Let me point out that someone at some company that supplies many of the laborers to the compound who do the grounds-keeping and gardening is a total, complete asshole. He needs to be severely punished, if you ask me. Or, at the very least, a good swift kick in the butt or a slap upside his head with a brick to smarten him up. He makes his workers wear dark jumpsuits, or coveralls. Are YOU, company owner, trying to make these guys here suffer more than they already do? Why in the world would you put them in DARK jumpsuits and then put them out in the sun if you are not trying to punish them for coming to work for you. It pisses me off. Just so thoughtless and inconsiderate. [Oh, yeah. Like someone here could be that way. Such a big surprise.]

This afternoon I had to go to the Passport office, to the bank and to the post office [my trip to the Passport office is tomorrow's post - I'm still seething!]. I was in a navy-blue short-sleeved t-shirt and lightweight denim pants [not jeans]. I had to walk all of three or four good city-length blocks and thought I was going to die. It is that hot out [109° this afternoon] - especially in dark clothing. There is absolutely no logical reason for these guys to be wearing dark coveralls but for the fact that someone must despise them.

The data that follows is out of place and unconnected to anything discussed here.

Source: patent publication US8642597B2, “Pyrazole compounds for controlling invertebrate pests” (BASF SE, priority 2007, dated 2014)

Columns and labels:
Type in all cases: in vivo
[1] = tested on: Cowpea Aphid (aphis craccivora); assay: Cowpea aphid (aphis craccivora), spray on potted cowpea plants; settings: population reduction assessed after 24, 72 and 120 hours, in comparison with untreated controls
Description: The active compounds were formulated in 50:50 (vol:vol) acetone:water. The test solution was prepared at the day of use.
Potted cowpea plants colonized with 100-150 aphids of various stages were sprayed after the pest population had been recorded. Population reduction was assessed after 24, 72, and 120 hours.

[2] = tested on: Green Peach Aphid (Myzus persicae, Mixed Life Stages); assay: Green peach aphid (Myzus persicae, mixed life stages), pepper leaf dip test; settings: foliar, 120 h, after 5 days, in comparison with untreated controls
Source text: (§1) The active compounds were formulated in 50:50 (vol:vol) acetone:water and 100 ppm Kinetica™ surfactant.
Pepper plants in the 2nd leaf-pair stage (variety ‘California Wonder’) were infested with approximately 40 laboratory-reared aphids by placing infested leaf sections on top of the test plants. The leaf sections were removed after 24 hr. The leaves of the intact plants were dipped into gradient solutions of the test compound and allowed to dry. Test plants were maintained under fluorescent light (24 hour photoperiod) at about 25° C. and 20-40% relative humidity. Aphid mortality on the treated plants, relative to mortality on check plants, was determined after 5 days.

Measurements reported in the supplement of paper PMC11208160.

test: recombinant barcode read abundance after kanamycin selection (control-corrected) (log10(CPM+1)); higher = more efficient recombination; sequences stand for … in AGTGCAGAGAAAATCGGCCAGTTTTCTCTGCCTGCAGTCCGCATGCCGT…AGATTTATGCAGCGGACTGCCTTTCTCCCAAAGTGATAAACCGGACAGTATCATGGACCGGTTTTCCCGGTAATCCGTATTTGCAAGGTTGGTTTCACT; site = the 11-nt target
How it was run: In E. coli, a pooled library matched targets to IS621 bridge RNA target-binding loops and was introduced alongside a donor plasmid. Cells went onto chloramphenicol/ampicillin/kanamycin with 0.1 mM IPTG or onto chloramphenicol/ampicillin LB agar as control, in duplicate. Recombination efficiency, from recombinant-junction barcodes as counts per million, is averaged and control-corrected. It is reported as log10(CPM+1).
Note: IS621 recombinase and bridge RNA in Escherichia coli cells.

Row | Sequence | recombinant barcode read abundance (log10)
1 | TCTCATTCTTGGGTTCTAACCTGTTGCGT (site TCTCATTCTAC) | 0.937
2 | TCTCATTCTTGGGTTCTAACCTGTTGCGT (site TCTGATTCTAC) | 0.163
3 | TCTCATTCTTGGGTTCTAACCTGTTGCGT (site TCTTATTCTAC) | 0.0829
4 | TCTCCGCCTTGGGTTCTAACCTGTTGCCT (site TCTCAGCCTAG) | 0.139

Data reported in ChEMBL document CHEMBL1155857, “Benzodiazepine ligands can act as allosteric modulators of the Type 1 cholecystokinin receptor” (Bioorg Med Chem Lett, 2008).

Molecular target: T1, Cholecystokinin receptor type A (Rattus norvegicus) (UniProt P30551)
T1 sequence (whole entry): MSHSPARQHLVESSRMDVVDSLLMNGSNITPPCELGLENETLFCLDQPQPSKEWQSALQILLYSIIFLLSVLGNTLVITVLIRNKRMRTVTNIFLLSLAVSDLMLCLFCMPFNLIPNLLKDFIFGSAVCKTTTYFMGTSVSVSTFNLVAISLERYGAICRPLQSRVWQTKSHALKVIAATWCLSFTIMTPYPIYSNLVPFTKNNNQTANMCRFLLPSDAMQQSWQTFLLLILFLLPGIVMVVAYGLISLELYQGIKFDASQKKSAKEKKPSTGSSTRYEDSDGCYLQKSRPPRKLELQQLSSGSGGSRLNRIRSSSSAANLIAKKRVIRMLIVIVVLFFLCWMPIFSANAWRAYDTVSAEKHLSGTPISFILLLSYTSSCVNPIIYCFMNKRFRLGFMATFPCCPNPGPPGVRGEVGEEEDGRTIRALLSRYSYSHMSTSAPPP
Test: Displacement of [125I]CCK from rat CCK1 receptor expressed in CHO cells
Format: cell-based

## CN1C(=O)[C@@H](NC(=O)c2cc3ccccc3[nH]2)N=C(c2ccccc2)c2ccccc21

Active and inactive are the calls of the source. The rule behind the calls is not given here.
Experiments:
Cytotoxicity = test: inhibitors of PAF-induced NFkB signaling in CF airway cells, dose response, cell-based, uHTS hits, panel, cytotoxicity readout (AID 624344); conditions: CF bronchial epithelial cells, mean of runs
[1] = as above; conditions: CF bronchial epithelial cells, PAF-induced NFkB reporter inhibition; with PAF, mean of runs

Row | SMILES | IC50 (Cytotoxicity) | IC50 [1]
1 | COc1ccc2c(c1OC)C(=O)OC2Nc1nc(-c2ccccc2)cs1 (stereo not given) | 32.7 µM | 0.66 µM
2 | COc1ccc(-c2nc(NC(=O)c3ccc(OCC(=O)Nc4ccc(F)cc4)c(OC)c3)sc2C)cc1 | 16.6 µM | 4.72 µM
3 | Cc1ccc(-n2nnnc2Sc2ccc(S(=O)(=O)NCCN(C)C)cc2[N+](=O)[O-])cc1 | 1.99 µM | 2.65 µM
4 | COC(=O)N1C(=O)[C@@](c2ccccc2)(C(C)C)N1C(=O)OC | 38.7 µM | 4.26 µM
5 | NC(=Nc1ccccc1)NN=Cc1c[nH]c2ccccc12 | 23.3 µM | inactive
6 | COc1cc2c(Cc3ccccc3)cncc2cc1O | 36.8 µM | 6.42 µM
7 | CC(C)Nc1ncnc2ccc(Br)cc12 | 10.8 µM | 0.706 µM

I asked these two men if I could take their picture; they stopped so that I could but neither one of them much wanted to smile. I cannot say that I blame them. There is nothing for them to smile about - dressed like they are - they cannot be happy. [The can one of them is carrying is his lunchbox. They use some little propane type of thing that comes in a small can to put in the bottom of the big can and it cooks [heats, maybe?] their lunch.]

These guys in the dark coveralls I caught in the distance.